Text Messages | Convulsions and communism

Every few years, the economy reminds us that capitalism is not a foregone conclusion and that Manifesto of the Communist Party remains relevant 172 years after it was first published.

As far as beginnings go, it is one of the most recognisable, memorable and evocative. It has spurred millions to action, either in seeking to fulfil or to oppose what it conjures. Subject, verb, object and an elaboration of the subject, all captured in nine words.

“A spectre is haunting Europe – the spectre of Communism.” 

Thus begins Manifesto of the Communist Party by Karl Marx and Friedrich Engels, more often referred to as the Communist Manifesto, published in London on 21 February 1848. A French version was published in Paris just before the revolutionary events there in June 1848. It first appeared in English in 1850 in the Red Republican (the first edition was in German) and in Russian in 1869. 

The German edition of 1883 also marked the death of Marx in March of that year, Engels writing: “The preface to the present edition I must, alas, sign alone. Marx, the man to whom the whole working class of Europe and America owes more than to anyone else, rests at Highgate Cemetery [London] and over his grave the first grass is already growing.”

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Marx and Engels had a simple four-part structure to the Manifesto. In the first they presented a history of society from the Middle Ages onwards as an account of class society, adding a prophetic end: the triumph of the proletariat over the bourgeoisie. Part two is an intensive examination of communism: communists within the proletariat, the nature of communist revolution and a future communist society. In the third, the authors are withering in their critique of other forms of socialism, broadly characterised as reactionary, petit-bourgeois and utopian. Part four is a primer of communist tactics to be used against other parties, ending with words as ringing and indelible as those with which the Manifesto begins:

“The proletarians have nothing to lose but their chains. They have a world to win.


It has been fashionable since the fall of the Berlin Wall and the break-up of the Soviet Union to treat communism, Marx and Engels as exhibits in a museum of extinct objects, alongside the dodo and the dinosaur. But every few years the convulsions of the world’s economy remind us that the triumph of capitalism is if anything still very much a work in progress, moving uncertainly towards an ambiguous finale.

150th anniversary

Looking back to 1998 and the 150th anniversary of the publication of the Manifesto, I found the following in one of the weekly columns I wrote for a Sunday newspaper. It shows the fluctuations in the reputations of communism and capitalism, foes until the end of the world finally parts them in triumph and defeat.

“You have to hand it to communism: when it fell, it did so in the most dramatic and televisually friendly way, with one of its most potent symbols, the Berlin Wall, coming down brick by brick.

“Capitalism, on the other hand, is proving something of a spoilsport and a malingerer: it will not go; it does not wish to be an ex-system. The leader of the world’s most powerful nation launches armadas of financial lifeboats everywhere, gasps life into a monetary fund here, pumps up a world bank there.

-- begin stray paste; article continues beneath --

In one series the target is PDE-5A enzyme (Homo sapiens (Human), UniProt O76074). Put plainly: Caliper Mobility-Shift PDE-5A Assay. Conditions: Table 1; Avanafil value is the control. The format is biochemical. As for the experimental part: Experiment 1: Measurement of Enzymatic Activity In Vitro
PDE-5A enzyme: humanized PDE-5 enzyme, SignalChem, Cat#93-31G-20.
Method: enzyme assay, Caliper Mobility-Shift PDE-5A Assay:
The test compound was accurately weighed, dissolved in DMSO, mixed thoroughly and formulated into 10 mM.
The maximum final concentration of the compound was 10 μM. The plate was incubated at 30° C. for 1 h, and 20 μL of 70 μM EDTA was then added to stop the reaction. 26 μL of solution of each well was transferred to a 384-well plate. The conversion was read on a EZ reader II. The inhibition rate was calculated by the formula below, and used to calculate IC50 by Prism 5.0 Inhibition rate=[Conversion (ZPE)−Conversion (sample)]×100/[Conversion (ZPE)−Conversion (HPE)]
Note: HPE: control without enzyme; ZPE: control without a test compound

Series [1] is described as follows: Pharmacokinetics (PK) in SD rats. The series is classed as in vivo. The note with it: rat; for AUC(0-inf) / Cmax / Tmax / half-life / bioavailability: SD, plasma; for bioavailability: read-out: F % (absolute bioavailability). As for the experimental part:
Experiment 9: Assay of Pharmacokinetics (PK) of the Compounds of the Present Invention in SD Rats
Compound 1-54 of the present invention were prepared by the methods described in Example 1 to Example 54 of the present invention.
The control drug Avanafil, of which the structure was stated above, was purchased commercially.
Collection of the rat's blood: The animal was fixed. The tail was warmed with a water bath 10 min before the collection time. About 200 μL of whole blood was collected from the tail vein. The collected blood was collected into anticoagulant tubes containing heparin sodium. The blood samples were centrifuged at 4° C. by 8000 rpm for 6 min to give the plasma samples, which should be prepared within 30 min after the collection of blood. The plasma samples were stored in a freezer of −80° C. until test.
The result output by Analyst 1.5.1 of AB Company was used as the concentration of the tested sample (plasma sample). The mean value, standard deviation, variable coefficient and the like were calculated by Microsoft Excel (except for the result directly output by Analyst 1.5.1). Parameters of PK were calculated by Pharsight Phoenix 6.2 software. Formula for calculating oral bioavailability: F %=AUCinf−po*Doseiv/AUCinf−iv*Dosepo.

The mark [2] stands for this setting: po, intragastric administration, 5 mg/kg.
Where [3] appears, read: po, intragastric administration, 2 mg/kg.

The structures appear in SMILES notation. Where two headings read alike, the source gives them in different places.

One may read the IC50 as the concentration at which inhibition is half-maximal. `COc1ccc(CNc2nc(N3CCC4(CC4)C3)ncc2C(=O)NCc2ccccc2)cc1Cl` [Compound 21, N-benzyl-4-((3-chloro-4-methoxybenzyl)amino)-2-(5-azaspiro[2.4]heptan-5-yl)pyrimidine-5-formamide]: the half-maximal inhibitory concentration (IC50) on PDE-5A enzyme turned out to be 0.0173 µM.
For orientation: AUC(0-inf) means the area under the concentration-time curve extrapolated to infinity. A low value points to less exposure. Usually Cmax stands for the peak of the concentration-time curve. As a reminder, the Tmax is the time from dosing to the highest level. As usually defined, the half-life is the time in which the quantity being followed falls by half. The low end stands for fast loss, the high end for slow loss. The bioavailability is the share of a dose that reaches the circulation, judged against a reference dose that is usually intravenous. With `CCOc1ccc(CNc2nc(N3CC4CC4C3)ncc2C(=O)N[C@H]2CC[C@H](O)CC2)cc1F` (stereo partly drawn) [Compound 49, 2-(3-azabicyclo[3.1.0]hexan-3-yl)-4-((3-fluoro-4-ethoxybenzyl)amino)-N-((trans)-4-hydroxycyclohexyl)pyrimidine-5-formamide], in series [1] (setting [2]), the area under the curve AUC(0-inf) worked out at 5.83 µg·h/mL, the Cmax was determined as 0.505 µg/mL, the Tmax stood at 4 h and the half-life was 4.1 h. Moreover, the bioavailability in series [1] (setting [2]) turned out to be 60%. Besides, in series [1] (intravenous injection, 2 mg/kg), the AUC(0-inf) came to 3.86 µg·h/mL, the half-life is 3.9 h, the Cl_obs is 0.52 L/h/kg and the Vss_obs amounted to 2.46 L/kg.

“This epic tableau is fascinating, especially for an ‘unrepentant Marxist’, the would-be epithet that irate letter-writers to this and its sister newspapers have used to describe me. It turns out their triumphalism and assumptions that capitalism has won unequivocally and eternally might just be a little premature.

“For the unthinkable has now happened: seismic turmoil on world bourses, cataclysmic collapse of former tiger economies in southeast Asia, widespread evidence that capitalism is the greatest threat of all to democracy. Nowhere in the previously booming southeast and east Asian countries can democracy be said to have taken root: instead its appearance has been as fleeting as the passing prosperity of the region.

“So the end of history, so definitively proclaimed by Francis Fukuyama in his 1992 tome The End of History and the Last Man, will have to be postponed. Fukuyama argued that History (as opposed to its diminutive relative history) was resolved because a clear winner had emerged in the great financial evolutionary race.

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“Liberalism and the markets had won over the outré ideas of one Karl Marx. In the post-Marxist millennium that beckoned, man would be born free to embrace the charms of capitalism. Tom Wolfe went so far as to describe Fukuyama’s thesis as a ‘historical and philosophical setting for the 21st century’.

“Few imagined that the bearded one would return with such vengeance in 1998, the 150th anniversary of the publication of the Communist Manifesto. No one in the West could have imagined that capitalism would prove far more destructive to Russia than the Bolsheviks, cold winters, vodka and the Cold War ever were.

“But all of that has happened, and more. Russia is the new sick man of Europe, infected by capitalist cancer … None of the International Monetary Fund’s horsemen has a ready answer now to the vagaries of the world financial system they have so arrogantly attempted to manipulate.

“Even George Soros, who has made more money than can be counted by currency speculation, is calling halt. Controls must be instituted, he argues. And, more pleasingly yet, Soros contends that free market capitalism is just as much an enemy of his beloved, Karl Popper-conceived Open Society as are communism, nationalism and fundamentalism. He is not alone.”

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